Comparing Energy Price Quotes.
Energy Price Variables
There are many variables in energy prices from retail energy suppliers that must be considered when properly comparing quotes. In order to be the best consultant and advisor to your customers, you must understand all of the components in a retail energy price and be able to thoroughly explain the details to your customers. In summary, there are a few major factors that need to be analyzed to determine if the quotes you are comparing are truly apples to apples. These retail energy price components are:
- fixed components vs. variable components
- bandwidth or usage swing
- passthrough adjustments
- applicable taxes
We will outline each of these categories individually below.
Fixed vs. Variable Components
When obtaining a fixed price quote from a supplier, a seasoned energy broker will understand the fixed price components in the rate compared to any components that might be index-based or variable. When looking at an electricity supply quote, there are four major factors that can be fixed, pass-through, or variable: the electric commodity, transmission, capacity, and ancillary fees. In a fixed natural gas rate, the major components are the natural gas commodity, transport, and local basis. A good broker will ensure that all supplier quotes have the same fixed components so it is a true one to one comparison.
Another key factor that affects the price is bandwidth or usage swing. This calculation is the total amount of energy a customer is able to use under a fixed-rate contract without being penalized or paying a different rate other than the fixed price. In a 10% swing agreement, the customer is allowed to use 10% more or 10% less than a pre-determined baseline figure. Otherwise, the supplier will charge the market price for the excess usage or penalize the customer for not using enough energy. Typically, the tighter the bandwidth parameters the lower the price, and the looser the bandwidth, the higher the price. So, a good energy broker will ensure that all supplier price quotes he is comparing for a customer have the same bandwidth requirements. Read this article here on bandwidth and how it directly affects energy rates.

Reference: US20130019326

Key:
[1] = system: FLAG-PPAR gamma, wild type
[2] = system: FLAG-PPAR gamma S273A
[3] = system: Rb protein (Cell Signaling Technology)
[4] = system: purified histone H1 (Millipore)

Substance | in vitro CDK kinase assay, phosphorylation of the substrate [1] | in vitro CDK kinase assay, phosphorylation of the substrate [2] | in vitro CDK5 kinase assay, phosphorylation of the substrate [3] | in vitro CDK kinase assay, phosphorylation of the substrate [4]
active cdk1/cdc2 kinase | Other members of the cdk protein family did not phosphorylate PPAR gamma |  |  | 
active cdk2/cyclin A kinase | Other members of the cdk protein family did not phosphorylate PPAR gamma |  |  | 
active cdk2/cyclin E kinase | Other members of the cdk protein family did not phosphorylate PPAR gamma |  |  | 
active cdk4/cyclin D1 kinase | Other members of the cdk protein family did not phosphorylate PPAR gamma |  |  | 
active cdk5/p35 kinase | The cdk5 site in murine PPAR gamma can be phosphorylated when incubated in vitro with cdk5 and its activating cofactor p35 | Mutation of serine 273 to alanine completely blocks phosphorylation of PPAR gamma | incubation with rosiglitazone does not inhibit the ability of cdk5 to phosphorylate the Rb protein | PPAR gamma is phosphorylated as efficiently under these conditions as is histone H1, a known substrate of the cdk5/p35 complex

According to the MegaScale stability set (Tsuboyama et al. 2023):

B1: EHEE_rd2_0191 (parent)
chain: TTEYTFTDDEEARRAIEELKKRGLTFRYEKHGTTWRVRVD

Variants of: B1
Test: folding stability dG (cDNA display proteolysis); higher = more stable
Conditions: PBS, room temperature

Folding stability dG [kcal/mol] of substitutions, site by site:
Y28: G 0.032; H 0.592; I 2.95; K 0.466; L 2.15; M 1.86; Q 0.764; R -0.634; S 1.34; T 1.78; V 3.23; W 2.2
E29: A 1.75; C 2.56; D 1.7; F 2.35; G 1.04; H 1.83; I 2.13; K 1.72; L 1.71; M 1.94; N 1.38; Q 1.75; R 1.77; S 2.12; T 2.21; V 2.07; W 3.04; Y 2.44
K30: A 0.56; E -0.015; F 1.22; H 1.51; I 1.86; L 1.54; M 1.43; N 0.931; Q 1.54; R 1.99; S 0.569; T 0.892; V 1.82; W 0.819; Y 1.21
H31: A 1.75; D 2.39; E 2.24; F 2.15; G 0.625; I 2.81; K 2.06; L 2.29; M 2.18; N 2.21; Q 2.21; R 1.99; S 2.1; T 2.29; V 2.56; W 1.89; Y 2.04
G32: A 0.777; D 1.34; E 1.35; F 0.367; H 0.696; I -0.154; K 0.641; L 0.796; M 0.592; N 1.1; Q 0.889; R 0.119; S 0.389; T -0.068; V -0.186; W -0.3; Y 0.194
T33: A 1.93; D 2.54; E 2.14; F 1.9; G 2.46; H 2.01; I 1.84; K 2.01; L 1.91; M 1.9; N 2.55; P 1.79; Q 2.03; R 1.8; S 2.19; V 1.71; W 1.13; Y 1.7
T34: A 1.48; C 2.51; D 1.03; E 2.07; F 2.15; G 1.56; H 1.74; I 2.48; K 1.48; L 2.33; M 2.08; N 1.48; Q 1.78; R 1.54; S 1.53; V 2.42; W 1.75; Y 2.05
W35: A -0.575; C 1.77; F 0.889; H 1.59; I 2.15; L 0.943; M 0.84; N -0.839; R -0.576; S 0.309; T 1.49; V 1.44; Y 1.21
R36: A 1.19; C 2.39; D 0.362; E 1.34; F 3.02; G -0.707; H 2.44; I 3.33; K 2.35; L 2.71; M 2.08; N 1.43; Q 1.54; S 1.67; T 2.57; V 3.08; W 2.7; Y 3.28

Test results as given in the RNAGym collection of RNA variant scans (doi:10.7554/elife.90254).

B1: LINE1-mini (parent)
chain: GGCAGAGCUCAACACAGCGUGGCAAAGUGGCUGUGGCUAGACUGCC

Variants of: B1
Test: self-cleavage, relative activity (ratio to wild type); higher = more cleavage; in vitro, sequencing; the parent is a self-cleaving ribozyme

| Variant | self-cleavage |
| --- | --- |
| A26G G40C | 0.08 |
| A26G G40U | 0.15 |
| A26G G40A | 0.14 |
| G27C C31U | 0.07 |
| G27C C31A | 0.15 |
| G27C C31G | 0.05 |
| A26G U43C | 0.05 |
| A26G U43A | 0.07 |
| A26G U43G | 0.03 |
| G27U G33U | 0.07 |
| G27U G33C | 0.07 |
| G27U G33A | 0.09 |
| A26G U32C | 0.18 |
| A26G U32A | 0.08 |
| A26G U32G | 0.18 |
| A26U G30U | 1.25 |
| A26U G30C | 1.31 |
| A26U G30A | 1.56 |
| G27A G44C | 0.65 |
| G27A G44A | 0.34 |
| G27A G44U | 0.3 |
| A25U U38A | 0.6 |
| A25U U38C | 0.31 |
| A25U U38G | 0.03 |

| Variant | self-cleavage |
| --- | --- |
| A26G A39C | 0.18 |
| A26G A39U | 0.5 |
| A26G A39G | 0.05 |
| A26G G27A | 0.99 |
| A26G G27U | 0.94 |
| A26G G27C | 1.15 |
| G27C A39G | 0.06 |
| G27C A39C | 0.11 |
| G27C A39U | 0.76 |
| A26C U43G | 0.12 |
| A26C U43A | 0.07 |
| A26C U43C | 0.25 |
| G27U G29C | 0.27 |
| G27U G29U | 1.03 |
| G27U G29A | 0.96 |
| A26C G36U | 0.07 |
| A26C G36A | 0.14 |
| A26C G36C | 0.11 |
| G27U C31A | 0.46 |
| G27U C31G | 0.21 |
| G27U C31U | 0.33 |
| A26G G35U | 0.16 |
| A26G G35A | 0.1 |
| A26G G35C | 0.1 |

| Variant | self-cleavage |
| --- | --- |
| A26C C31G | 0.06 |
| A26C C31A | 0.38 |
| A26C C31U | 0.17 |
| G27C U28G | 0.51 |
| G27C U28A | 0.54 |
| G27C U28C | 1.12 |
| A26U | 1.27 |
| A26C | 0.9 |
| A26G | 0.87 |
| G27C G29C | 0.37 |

Traditionally, a fixed price was a fixed price, and that was the total $/kWh or $/CCF that a customer paid for the duration of the agreement. However, recently with energy markets experiencing more volatility, energy suppliers have added clauses to their contracts that allow them to pass-through incremental wholesale costs to the customer – even in the middle of a fixed-rate agreement. Some suppliers offer fixed-rate contracts that do not contain this pass-through language. It is important to understand the terms and conditions of the fixed rate from each supplier when comparing quotes. A slightly higher price that is truly fixed with no pass-through language could be more attractive than a lower price that is subject to become higher in the middle of a contract term.
In many deregulated states like Pennsylvania, Maryland, and New Jersey, energy supply rates are subject to state tax. In Pennsylvania, customers pay a Gross Receipts Tax for all energy supply charges in addition to state sales tax. Some energy suppliers offer price quotes including tax and some offer quotes without tax. In addition, rates on supplier contracts may or may not include applicable taxes. It is vitally important to understand whether a price quote or contract contains taxes so that you can accurately compare supplier quotes.